* Infection caused by the histoplasma capsulatum fungus
* Primary affects the lungs, but can affect the skin
* Also known as Ohio River Valley fever
* Symptoms could include rashes and skin nodules, which are more common in patients with a compromised immune system, such as those with HIV or who take medicines that suppress the immune system (these medications are often used by patients with common disorders such as lupus, Rheumatoid arthritis, and Psoriasis)
Histoplasmosis is a fungal infection that affects the lungs and occasionally the skin. The infection is common in certain areas of North America; it affects approximately 250,000 people a year. However, the majority who suffer the infection fill no ill affects. Those who do suffer from fever, chills, and cough, though other symptoms include rashes, joint aches, skin nodules, chest pains, or a stiff neck — symptoms develop 3-14 days after exposure. It’s most common in the southeastern, mid-Atlantic, and central states — or close to river beds (which is why it is also referred to as Ohio River Valley disease). It’s caused by a fungus called Histoplasma capsulatum, which can be inhaled. It grows in soil, although soil contaminated by bird or bat droppings can have a higher concentration of spores. It is not contagious.
The skin lesions of histoplasmosis are extremely variable, but often form small bumps or papules on the face or around the mouth, where they might be mistaken for a more common viral condition known as molluscum contagiosum. Unfortunately, the lesions can be so different from one patient to the next that diagnosis is rarely possible by visual skin inspection alone.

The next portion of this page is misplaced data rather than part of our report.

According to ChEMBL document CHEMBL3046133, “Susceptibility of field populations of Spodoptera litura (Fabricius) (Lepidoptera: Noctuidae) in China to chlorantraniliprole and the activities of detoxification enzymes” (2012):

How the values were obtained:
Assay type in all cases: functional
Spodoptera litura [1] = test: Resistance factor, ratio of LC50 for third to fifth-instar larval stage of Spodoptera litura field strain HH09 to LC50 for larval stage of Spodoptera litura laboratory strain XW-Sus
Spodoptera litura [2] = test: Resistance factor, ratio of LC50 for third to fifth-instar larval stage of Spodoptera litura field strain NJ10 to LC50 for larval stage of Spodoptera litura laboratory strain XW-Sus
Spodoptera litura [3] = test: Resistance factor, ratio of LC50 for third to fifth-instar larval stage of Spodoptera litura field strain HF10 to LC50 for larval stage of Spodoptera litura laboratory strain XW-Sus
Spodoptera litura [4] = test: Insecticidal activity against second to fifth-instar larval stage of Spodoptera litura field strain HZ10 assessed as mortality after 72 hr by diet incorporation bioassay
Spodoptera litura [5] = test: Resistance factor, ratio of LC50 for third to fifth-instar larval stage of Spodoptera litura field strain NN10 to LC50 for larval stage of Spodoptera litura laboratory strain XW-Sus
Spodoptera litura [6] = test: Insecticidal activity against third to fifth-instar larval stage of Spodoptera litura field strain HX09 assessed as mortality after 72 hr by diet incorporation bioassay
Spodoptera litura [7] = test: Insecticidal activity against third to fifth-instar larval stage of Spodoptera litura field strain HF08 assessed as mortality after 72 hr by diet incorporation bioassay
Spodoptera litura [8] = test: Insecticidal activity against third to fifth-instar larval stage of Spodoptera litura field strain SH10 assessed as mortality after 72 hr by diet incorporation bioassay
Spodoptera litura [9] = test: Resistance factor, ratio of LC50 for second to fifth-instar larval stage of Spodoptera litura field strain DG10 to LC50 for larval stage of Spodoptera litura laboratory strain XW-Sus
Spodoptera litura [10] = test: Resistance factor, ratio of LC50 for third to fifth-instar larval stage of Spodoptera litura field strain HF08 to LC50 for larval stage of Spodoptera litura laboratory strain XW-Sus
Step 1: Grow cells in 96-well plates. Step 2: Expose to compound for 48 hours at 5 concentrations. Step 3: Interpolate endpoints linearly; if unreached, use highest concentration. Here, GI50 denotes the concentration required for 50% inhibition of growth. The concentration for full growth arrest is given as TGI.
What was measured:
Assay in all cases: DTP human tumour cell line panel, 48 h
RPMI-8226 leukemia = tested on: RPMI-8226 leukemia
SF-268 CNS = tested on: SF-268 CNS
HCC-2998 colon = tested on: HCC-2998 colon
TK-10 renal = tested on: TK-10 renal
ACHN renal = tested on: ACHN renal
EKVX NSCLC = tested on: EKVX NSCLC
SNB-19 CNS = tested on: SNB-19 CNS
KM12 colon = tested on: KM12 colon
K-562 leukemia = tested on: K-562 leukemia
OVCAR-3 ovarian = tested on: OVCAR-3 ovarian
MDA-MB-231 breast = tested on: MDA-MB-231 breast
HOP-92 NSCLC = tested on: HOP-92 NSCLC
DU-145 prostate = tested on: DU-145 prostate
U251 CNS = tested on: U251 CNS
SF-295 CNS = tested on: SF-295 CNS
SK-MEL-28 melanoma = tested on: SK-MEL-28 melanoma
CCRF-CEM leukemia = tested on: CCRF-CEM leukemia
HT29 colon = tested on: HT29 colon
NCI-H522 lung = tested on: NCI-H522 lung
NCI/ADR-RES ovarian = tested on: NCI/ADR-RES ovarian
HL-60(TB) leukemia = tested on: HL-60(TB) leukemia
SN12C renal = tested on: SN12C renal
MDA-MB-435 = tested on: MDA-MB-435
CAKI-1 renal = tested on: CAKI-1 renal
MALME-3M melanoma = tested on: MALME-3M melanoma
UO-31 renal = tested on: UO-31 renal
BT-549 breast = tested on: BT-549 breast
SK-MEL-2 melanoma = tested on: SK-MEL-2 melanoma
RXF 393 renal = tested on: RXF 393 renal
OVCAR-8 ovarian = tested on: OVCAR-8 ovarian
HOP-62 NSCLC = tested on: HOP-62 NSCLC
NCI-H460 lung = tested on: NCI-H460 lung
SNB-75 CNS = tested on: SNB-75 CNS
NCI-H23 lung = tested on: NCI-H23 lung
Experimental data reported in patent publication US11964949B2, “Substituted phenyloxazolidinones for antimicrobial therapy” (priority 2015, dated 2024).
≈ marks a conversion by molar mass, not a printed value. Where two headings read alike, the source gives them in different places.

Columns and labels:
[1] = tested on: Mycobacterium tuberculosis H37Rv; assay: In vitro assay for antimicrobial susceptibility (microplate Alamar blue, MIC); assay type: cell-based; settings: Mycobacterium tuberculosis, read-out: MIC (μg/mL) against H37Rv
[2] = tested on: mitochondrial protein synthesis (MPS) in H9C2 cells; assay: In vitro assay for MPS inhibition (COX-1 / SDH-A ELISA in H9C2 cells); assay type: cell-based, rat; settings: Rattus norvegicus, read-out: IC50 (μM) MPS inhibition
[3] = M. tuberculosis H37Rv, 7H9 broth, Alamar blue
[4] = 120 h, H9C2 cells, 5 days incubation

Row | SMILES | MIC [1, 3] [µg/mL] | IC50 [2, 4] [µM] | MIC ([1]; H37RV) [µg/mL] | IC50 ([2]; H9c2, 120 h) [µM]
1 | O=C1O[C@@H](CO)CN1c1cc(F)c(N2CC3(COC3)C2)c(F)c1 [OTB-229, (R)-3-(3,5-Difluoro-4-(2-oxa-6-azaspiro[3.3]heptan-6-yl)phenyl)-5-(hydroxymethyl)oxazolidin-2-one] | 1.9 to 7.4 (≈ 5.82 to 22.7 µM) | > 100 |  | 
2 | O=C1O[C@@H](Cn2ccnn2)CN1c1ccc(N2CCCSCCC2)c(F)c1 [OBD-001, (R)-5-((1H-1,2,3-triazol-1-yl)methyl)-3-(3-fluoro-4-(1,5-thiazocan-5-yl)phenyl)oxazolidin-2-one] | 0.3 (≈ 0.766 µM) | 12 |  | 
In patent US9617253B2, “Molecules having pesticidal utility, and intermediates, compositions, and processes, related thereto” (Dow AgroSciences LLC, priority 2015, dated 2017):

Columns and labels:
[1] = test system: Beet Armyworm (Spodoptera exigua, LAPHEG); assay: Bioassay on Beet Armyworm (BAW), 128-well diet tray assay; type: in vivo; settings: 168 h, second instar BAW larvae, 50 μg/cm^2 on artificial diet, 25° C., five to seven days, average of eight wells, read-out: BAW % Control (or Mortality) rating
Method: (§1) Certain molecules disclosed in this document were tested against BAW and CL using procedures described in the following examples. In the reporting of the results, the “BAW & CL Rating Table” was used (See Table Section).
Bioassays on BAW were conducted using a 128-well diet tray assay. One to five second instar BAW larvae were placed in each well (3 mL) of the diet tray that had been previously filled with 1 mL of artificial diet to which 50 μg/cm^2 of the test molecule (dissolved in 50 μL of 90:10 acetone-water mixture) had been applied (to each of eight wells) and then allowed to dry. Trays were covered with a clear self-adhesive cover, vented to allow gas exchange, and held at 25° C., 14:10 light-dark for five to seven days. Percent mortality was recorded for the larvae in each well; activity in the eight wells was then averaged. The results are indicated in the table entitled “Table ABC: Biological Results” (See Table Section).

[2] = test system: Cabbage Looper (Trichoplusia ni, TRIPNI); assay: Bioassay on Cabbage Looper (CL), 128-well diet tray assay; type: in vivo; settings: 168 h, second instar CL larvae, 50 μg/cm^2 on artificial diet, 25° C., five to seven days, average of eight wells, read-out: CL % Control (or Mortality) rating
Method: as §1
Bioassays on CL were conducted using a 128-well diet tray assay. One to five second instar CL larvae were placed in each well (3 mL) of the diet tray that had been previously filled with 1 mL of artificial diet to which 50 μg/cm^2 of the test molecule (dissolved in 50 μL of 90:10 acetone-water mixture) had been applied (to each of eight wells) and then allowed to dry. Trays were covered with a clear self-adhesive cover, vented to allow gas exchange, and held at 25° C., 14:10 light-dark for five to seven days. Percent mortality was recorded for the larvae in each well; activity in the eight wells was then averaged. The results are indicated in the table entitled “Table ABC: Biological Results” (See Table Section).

Fun Fact: Bob Dylan once suffered from the infection, and had to cancel several concerts, as a result.
Differential Diagnosis (Other conditions with similar appearance)
*Detection is usually done through medical tests on the affected area(s)
*Test for antibodies against Histoplasma in the blood may also reveal the infection
Detection of Histoplasmosis depends on the body parts involved. A doctor or dermatologist may examine the sputum, blood, skin, lung tissue, bone marrow, or even urine for signs of fungal spores. X-Rays may also reveal abnormalities in the lungs or lymph nodes for sufferers of histoplasmosis. It can also be diagnosed by a test for antibodies against histoplasma in the blood.
Those who do not exhibit symptoms or who are otherwise healthy need not be treated; the infection should clear up on its own. Antifungal medications, such as amphotericin B, followed by oral Itraconazole, are used in the most severe cases. Treatment by Itraconazole may need to be prolonged.